Trump serves as the village idiot, speaking the truth while he masks it in his web of unending lies and mental craziness.
We need that truth-teller.
Even the “We love everything Trump and think the GOP can do no wrong” Wall Street Journal had this as its front page headline: “Trump Shared Secrets With Russians.” The article is behind a paywall, but the first paragraph reads:
President Donald Trump shared sensitive intelligence obtained from a close U.S. ally with Russia’s foreign minister and ambassador in a meeting last week, according to U.S. officials, potentially jeopardizing critical intelligence-sharing agreements in the fight against Islamic State.
The handling of such secrets to Russian spies was not technically illegal. He may avoid impeachment, But he’s probably toast as an effective POTUS . . . except for the terminally greedy.
If GOP members of Congress continue to support him, and especially if they pass his plans to rip health insurance from many of the poor, they’ll likely lose their seats in the 2018 elections.
This presidency, so enmeshed in controversy, has magnificently crippled itself.
Greed guides everything
Now, we’ve had bumblingly incompetent and ignorant leaders before. But 45 may be the first one who is guided by only one drive: to be rich.
That’s all that matters to this degraded specimen of humanity. He has no soul, no concern for the nation, no compassion for the suffering, no real interest in national security unless it will enrich his personal coffers. He is nothing but an overblown dollar bill.
And again, it is all driven by greed. Trump’s interior life, the abyss of neediness, endlessly sucks us all into that bottomless black hole.
But I’ll miss him when he’s gone. I’ll miss his craziness. I’ll miss the fact that his desperately lonely and childish soul has inadvertently revealed the large sickness and increasing anguish in US society.
Trump: the village idiotHe serves as the village idiot, speaking the truth while he masks it in his web of unending lies and mental craziness.
We need that truth-teller. We need that village idiot. We need the racist to speak out loud. We need the genital-grabbing locker-room male to tell the truth about his debased motives. We need the money-driven to shout from the rooftops, “NOTHING matters but getting more money for me.”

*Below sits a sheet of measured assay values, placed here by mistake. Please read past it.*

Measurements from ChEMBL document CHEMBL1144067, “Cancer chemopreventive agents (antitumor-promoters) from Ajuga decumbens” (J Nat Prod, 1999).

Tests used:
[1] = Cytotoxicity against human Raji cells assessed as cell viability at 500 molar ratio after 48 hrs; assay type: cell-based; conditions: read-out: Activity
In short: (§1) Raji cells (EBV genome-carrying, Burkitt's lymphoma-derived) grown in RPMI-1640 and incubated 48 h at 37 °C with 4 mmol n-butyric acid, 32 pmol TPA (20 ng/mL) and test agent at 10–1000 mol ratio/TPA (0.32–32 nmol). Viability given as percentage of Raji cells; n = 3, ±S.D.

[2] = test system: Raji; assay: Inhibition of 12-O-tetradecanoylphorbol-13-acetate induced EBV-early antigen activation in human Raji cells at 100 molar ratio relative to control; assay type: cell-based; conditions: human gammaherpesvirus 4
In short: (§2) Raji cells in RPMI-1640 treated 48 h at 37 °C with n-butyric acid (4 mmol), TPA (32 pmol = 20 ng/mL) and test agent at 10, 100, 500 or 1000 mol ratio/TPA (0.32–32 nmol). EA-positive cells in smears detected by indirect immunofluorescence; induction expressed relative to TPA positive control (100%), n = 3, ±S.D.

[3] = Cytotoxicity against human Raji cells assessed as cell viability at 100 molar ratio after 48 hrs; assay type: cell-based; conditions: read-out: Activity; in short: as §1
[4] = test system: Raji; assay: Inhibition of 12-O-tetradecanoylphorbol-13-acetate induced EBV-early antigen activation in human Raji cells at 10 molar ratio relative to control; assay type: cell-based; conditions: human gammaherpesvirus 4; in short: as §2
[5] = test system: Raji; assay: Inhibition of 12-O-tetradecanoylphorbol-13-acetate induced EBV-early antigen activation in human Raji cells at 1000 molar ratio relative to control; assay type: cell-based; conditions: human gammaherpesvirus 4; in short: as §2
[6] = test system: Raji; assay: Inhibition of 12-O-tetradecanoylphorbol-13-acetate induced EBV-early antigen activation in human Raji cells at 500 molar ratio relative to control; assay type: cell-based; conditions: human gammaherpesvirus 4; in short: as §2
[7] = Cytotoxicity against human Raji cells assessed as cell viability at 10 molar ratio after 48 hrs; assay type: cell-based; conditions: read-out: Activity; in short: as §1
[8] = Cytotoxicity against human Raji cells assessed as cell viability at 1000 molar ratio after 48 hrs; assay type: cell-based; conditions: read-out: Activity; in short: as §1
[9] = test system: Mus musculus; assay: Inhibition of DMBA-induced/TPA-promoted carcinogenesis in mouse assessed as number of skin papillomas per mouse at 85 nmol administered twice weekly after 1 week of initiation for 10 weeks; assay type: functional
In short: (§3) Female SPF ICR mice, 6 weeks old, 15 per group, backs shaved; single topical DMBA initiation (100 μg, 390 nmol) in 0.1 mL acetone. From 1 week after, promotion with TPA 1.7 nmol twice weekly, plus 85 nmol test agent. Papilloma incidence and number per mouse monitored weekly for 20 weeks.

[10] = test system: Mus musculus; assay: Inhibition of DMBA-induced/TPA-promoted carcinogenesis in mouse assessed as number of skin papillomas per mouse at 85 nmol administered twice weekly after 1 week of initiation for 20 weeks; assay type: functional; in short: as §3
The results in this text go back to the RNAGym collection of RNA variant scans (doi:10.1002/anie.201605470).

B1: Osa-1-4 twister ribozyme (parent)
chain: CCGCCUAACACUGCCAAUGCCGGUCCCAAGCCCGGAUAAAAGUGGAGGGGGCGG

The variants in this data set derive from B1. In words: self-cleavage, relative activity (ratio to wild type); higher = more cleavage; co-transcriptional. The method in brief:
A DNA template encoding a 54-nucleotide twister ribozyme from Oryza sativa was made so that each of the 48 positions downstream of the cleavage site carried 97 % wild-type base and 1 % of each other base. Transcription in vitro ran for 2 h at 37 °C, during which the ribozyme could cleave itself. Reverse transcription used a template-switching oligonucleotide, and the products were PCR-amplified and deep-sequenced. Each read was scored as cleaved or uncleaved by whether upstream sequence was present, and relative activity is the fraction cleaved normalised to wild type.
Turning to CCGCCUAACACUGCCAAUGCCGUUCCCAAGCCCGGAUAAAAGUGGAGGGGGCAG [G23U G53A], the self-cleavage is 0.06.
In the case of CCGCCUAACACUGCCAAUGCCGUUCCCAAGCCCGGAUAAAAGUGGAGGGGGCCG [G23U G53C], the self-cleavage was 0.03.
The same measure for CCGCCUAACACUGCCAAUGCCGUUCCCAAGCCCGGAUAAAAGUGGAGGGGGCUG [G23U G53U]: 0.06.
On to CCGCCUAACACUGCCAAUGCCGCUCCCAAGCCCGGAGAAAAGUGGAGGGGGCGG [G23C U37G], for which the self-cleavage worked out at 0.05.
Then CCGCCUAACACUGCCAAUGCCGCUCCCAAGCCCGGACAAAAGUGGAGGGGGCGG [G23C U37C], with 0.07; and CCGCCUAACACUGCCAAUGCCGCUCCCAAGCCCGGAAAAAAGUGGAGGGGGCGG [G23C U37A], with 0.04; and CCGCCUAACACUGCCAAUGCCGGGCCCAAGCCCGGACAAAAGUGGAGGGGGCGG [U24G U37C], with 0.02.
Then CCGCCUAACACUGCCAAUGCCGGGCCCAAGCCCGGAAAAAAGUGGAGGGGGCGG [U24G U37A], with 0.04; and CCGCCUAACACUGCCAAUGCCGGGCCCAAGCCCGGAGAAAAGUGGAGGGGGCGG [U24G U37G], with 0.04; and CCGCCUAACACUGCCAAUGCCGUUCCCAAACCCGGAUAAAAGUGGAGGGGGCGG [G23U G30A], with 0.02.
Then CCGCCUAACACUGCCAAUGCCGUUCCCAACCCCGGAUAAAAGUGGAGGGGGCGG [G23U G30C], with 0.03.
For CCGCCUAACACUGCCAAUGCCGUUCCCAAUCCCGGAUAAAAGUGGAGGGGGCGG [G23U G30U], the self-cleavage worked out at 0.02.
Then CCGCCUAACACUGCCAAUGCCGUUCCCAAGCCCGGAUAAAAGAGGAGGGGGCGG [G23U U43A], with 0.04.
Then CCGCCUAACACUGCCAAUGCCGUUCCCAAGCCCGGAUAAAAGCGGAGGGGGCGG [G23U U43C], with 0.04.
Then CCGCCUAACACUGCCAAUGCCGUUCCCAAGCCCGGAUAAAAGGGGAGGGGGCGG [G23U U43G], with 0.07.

As the idiot shouts out these truths, they open our eyes to our societal sickness and offer a wedge for the gospel to enter.
A friend of mine recently said that we need a theology of politics. Yes, we do. But that theology must not be one that insists on adherence to a particular religion. Such an insistence dooms democracy and imposes ideology. That’s not what the US has ever been about.
I think that a coherent political theology embraces the need for a “commons,” i.e., an awareness that we must participate and support some things for the public good. Furthermore, those public goods, i.e., the “commons,” need both a shared ethos and legal protection.
Check out this summary of the economic theory called “The Tragedy of the Commons.” It’s worth reading, as the idea has multiple implications.
The guiding principle of many faiths, which many call the Golden Rule, can have the biggest impact here. We focus on treating others in the ways we want to be treated. That means we limit some individual freedoms so the larger commons stay vibrantly healthy. Yes, it’s hard to live this way, but it sure beats the alternative of unbridled greed.
The impact of faith
Greediness affects all levels of society. Having riches does not necessarily lower greed. Living in poverty does not necessarily enhance it.
Greed is just part of the human condition. We see it from the very beginning when Cain kill Abel because Cain is greedy for all of God’s praise and acceptance. Greed drives every war, every act of unwarranted aggression against others.
And here is where people of faith can indeed have an impact. We need to support the teaching of ethics, moral, and communal responsibility in all schools. We need to do so without tying it to a specific faith practice and without denying the place of individual freedoms in a society like ours.
Let us do all possible to make sure every single child has consistent exposure to this form of central morality. Help them to see that all actions matter. Model for them the fact that consistent contributions to the common good ultimately enrich all individually as well.
This can be the “commons” of the faith-based world.